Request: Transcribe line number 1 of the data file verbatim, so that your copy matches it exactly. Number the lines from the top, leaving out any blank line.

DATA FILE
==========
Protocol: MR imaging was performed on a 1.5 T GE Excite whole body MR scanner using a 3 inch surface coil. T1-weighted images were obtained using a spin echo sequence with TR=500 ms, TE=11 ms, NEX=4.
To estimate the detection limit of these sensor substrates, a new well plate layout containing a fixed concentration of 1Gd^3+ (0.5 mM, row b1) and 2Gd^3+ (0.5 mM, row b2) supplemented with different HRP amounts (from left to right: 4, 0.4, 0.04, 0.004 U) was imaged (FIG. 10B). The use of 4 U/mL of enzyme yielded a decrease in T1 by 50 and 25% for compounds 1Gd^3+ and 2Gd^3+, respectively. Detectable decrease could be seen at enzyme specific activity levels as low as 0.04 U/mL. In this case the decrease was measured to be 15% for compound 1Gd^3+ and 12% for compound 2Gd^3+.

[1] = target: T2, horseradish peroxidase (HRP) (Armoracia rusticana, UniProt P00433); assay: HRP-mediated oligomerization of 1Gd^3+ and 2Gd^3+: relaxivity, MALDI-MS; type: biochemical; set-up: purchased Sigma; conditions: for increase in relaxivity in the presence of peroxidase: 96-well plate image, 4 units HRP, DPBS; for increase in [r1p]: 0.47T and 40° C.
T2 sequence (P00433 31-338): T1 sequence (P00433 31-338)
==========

Protocol: MR imaging was performed on a 1.5 T GE Excite whole body MR scanner using a 3 inch surface coil. T1-weighted images were obtained using a spin echo sequence with TR=500 ms, TE=11 ms, NEX=4.